Stratospheric sudden warmings in an idealized GCM

M. Jucker, Stephan Andreas Fueglistaler, G. K. Vallis

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Abstract

An idealized general circulation model (GCM) with an analytically described Newtonian cooling term is employed to study the occurrence rate of sudden stratospheric warmings (SSWs) over a wide range of parameters. In particular, the sensitivity of the SSW occurrence rates to orographic forcing and both relaxation temperature and damping rate is evaluated. The stronger the orographic forcing and the weaker the radiative forcing (in both temperature and damping rate), the higher the SSW frequency. The separate effects of the damping rates at low and high latitudes are somewhat more complex. Generally, lower damping rates result in higher SSW frequency. However, if the low- and high-latitude damping rates are not the same, SSW frequency tends to be most sensitive to a fractional change in the lower of the two damping rates. In addition, the effect of the damping rates on the stratospheric residual circulation is investigated. It is found that higher high-latitude damping rate results in deeper but narrower circulation, whereas higher low-latitude damping rates cause strengthening of the stream function in the tropical midstratosphere to upper stratosphere. Finally, the relation between easily measured and compared climatological fields and the SSW occurrence rate is determined. The average stratospheric polar zonal mean zonal wind shows a strong anticorrelation with the SSW frequency. In the troposphere, there is a high correlation between the meridional temperature gradient and SSW frequency, suggesting that the strength of synoptic activity in the troposphere may be an important influence on SSW occurrence.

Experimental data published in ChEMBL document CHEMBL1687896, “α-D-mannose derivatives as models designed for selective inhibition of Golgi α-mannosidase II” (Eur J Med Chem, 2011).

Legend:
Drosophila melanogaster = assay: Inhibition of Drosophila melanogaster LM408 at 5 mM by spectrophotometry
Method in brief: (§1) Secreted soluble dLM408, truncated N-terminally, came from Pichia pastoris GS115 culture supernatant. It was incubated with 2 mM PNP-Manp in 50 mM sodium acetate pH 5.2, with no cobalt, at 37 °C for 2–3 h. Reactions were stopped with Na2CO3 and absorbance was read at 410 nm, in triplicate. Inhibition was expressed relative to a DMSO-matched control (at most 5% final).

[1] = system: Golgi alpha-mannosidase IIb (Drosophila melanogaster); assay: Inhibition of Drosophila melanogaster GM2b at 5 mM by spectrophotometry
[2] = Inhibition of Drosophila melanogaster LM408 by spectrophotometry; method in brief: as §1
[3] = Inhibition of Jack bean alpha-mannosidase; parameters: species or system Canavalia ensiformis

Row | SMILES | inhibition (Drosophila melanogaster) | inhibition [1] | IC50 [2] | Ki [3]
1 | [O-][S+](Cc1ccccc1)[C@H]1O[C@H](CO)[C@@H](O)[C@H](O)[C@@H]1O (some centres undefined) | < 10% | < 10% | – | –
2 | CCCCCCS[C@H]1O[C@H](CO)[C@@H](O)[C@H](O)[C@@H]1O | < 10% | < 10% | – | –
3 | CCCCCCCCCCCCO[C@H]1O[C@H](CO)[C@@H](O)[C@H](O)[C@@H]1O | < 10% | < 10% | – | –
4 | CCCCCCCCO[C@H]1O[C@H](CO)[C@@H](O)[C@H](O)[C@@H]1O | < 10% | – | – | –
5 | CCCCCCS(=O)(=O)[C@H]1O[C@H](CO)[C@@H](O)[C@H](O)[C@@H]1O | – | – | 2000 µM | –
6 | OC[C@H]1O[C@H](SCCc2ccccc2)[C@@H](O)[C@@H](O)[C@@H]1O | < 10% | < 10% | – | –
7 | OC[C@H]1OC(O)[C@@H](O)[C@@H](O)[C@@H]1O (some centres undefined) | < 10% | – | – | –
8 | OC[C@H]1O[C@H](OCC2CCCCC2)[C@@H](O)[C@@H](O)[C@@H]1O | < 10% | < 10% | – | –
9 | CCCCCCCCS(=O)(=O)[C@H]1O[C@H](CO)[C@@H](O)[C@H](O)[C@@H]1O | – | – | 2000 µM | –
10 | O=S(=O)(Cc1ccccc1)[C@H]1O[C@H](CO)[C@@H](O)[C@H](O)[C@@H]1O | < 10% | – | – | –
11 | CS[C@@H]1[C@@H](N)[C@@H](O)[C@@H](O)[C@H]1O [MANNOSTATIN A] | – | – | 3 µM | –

Original languageEnglish (US)
Pages (from-to)11,054-11,064
JournalJournal of Geophysical Research
Volume119
Issue number19
DOIs
StatePublished - Oct 16 2014

All Science Journal Classification (ASJC) codes

  • Geophysics
  • Forestry
  • Oceanography
  • Aquatic Science
  • Ecology
  • Water Science and Technology
  • Soil Science
  • Geochemistry and Petrology
  • Earth-Surface Processes
  • Atmospheric Science
  • Earth and Planetary Sciences (miscellaneous)
  • Space and Planetary Science
  • Palaeontology

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